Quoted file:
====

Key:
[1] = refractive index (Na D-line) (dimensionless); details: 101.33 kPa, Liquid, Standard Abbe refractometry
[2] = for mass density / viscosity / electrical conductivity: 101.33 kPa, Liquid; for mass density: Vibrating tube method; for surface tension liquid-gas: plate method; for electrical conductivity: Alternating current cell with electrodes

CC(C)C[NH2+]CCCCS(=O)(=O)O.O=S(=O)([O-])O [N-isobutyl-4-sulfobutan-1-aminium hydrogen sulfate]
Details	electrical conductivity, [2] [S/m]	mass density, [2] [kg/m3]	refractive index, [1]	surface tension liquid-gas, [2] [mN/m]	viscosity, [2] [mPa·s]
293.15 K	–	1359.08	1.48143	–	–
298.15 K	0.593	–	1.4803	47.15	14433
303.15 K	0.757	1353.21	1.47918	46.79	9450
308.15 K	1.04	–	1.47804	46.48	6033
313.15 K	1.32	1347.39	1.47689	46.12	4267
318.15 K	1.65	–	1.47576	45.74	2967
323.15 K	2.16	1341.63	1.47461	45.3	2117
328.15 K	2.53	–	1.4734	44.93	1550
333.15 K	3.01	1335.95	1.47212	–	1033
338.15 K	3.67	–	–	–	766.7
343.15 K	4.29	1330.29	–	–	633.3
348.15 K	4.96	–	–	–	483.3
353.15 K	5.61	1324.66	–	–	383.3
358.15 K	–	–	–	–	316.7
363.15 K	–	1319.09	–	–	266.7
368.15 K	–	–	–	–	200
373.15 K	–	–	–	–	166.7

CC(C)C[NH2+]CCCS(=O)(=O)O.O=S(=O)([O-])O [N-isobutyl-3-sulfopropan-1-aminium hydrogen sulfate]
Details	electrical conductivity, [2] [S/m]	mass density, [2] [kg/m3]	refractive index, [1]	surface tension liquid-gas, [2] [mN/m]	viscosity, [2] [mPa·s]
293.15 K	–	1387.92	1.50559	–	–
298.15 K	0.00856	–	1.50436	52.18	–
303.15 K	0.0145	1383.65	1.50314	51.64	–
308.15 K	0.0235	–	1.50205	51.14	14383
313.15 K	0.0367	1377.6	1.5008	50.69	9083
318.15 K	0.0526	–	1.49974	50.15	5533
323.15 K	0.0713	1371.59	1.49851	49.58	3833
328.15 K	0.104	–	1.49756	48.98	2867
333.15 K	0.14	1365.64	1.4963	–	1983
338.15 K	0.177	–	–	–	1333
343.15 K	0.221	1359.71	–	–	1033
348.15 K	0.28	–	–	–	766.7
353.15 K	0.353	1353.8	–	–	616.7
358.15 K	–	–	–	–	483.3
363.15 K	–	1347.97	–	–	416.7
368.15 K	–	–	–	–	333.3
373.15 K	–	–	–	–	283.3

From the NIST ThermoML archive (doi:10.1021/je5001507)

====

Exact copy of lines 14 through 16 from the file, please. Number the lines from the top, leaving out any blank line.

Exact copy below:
333.15 K	3.01	1335.95	1.47212	–	1033
338.15 K	3.67	–	–	–	766.7
343.15 K	4.29	1330.29	–	–	633.3